So ends a perplexing year for British cinema. It felt like a bad one, with production slumping and companies closing. But there’s plenty of evidence to argue otherwise.
British movies dominated Europe’s major festivals in 2002, winning top prizes at Berlin and Venice and showing strongly at Cannes. Seven Brit pics grossed more than £10 million ($16 million) at the U.K. box office, the local equivalent of breaking the $100 million barrier Stateside. That has never happened before. Previous best was five in 2000, and last year there were only two. Moreover, 14 British films took more than £2 million ($3.2 million), vs. seven in 2001.
There’s a catch, of course. The big seven include “Harry Potter and the Chamber of Secrets” (No. 1 with $75 million so far) and “Harry Potter and the Philosopher’s Stone” (sneaking in at seventh with $16.5 million of its $106 million total earned in 2002), both from Warners.
In second place was James Bond movie “Die Another Day” (MGM/Fox, $48 million), followed by “About a Boy” (Universal/UIP, $27 million), Robert Altman’s “Gosford Park” (Entertainment, $19.6 million), “Bend It Like Beckham” (Helkon SK, $18.5 million) and “Ali G Indahouse” (U/UIP, $16.5 million).
Some would claim six of these seven aren’t British at all, with only “Bend It Like Beckham” qualifying both creatively and financially. It’s certainly true that most of the year’s big Brit hits have been made with Hollywood coin, and often with American talent.
That story continues down the box office list, with “The Guru” (U/UIP, $10.4 million), “28 Days Later” (Fox, $9.6 million), “Iris” (Miramax/BVI, $6.4 million), “The Importance of Being Earnest” (Miramax/BVI, $5.4 million), “My Little Eye” (U/Momentum, $4.3 million) and “The Mean Machine” (Par/UIP, $3.6 million in 2002 out of $7.2 million overall).
Even the indie “Dog Soldiers” (Pathe, $3.3 million), 14th on the Brit list, came from L.A.-based Kismet Entertainment.
So strike out Hollywood and there’s not much left to celebrate. But it’s a failing of the U.K. film community that it likes to define away its hits and cling to its flops. Most of these movies were substantially developed and produced in the U.K., and all drew heavily on British talent and material.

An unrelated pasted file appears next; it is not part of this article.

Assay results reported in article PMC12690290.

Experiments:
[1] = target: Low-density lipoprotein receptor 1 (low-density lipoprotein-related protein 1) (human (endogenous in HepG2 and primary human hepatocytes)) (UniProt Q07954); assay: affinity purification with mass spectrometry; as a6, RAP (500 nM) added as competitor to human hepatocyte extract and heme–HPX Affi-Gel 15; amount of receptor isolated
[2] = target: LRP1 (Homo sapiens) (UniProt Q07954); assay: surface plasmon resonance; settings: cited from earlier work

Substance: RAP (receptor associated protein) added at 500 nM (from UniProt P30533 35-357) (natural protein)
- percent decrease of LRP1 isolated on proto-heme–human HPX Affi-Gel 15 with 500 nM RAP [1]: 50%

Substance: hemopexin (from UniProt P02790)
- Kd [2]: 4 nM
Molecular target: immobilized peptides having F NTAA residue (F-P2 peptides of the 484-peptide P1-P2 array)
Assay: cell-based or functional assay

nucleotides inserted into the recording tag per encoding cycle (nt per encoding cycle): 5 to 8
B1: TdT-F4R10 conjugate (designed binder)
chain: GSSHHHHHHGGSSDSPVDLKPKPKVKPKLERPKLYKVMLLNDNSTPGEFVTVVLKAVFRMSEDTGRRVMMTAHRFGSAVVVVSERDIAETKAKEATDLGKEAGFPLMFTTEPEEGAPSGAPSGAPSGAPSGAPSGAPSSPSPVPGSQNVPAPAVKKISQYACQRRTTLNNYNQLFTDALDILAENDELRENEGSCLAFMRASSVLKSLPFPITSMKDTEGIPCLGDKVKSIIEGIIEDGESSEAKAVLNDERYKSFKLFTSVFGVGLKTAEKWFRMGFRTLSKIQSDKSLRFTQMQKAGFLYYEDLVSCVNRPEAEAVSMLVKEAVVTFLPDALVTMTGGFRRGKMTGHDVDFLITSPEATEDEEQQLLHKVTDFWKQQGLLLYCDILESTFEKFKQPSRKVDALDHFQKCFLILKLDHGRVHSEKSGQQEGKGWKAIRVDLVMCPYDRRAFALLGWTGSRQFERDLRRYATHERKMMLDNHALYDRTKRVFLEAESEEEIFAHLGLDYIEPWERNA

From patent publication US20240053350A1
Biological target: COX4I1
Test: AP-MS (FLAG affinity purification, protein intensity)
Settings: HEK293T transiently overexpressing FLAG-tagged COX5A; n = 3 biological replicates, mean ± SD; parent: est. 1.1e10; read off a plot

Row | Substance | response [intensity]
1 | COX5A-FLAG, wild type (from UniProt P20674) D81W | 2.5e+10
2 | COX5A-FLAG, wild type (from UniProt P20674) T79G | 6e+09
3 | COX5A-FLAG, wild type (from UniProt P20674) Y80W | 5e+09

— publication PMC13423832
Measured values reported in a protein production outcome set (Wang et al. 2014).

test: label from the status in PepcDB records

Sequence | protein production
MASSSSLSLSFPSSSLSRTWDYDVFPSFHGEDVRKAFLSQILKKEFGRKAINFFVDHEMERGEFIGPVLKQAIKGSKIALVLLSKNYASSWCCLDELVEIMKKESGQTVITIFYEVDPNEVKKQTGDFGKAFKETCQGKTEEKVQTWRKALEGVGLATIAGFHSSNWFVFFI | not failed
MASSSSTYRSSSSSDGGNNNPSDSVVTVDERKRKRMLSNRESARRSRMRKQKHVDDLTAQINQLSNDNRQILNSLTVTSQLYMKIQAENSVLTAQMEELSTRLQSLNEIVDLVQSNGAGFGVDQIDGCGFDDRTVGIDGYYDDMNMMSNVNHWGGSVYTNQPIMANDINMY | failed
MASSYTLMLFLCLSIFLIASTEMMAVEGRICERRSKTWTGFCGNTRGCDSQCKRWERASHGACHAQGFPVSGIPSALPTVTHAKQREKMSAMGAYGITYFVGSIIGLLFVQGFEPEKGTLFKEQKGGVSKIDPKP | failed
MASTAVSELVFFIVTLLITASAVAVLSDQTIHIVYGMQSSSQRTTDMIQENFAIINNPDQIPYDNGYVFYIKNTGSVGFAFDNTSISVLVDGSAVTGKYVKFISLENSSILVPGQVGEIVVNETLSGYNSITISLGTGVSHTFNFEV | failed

What’s clear from 2002 is that there is no possibility of creating a “sustainable” British film industry (to borrow from the Film Council’s mission statement) without the active participation of Hollywood.
And the more involved the studios are, the more successful British cinema is likely to be, both at home and abroad.
The problem is not that so many Anglo-Hollywood movies are working, but that so little else is.
The artistic success of the year’s Brit fest hits was not matched by their box office results. All, with one exception, fell significantly short of even their own narrow arthouse expectations.
“Bloody Sunday,” a winner at Berlin and Sundance, scraped up just $8,000, victim of the fact that its theatrical release was simultaneous with its TV premiere.
Ken Loach’s “Sweet Sixteen,” a script prize winner at Cannes, managed $1.3 million, largely thanks to its takings in Scotland, but producer Rebecca O’Brien confesses she had hoped to top the $1.6 million of Loach’s previous “My Name Is Joe.”
Of the other Cannes entries, great jokes and great music couldn’t stop Michael Winterbottom’s “24 Hour Party People” from stalling at $1.6 million. Mike Leigh’s “All or Nothing” struggled to $1 million — “very disappointing,” in the words of producer Simon Channing Williams. Ominously for Leigh, the film was stillborn in the U.S. and France, the two countries that have bankrolled his movies for many years.
Lynne Ramsay’s “Morvern Callar” earned $540,000, less than her debut “Ratcatcher,” which took $700,000 and cost half as much to make. Shane Meadows failed in his attempt to find a wider audience with “Once Upon a Time in the Midlands,” which grossed $790,000. Francesca Joseph’s “Tomorrow La Scala!” didn’t even get a theatrical release because the producers couldn’t clear music rights.
“The Magdalene Sisters,” Peter Mullan’s Golden Lion winner at Venice, provides the one bright spot. After a strong run in Italy, it has so far taken $1.2 million in Ireland alone, with its full U.K. release yet to come. But Stephen Frears’ “Dirty Pretty Things,” which won critical plaudits in Venice though no prizes, has stumbled to a lame $540,000.
The arthouse audience for British filmmaking seems to be collapsing, except on the Celtic fringes, even as the multiplex audience is swelling for Anglo-Hollywood fare. Perplexing? More like downright schizophrenic.